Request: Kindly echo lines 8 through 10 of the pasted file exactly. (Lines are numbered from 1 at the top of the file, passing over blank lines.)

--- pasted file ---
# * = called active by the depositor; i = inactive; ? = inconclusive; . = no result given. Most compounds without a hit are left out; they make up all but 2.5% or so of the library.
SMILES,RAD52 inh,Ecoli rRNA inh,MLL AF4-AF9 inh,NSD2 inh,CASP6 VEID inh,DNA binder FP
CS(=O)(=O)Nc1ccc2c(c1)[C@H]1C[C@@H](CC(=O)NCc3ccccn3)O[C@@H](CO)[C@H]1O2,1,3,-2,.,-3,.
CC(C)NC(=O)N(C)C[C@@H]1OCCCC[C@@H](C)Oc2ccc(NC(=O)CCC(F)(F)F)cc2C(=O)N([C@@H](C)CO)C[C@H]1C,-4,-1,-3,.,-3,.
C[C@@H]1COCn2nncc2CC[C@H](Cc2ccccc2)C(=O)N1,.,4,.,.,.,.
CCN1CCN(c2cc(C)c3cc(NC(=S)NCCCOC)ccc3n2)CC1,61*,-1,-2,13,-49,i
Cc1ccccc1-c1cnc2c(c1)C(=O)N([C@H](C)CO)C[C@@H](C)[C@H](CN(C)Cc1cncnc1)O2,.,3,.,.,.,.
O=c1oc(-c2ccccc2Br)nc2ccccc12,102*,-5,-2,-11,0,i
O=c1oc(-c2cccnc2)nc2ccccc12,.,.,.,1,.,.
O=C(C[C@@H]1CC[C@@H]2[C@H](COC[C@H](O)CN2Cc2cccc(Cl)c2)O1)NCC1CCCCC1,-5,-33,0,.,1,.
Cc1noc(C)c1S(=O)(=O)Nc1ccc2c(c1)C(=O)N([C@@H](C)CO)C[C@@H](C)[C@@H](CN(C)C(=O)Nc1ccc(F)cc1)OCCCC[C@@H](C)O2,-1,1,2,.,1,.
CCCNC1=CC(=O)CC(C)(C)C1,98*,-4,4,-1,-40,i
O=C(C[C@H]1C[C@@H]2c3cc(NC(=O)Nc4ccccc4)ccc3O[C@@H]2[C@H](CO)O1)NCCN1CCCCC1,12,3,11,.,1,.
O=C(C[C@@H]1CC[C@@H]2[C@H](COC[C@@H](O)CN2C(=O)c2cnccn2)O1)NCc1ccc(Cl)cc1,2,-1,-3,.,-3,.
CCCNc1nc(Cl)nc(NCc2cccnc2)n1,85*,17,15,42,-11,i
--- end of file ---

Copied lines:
O=c1oc(-c2ccccc2Br)nc2ccccc12,102*,-5,-2,-11,0,i
O=c1oc(-c2cccnc2)nc2ccccc12,.,.,.,1,.,.
O=C(C[C@@H]1CC[C@@H]2[C@H](COC[C@H](O)CN2Cc2cccc(Cl)c2)O1)NCC1CCCCC1,-5,-33,0,.,1,.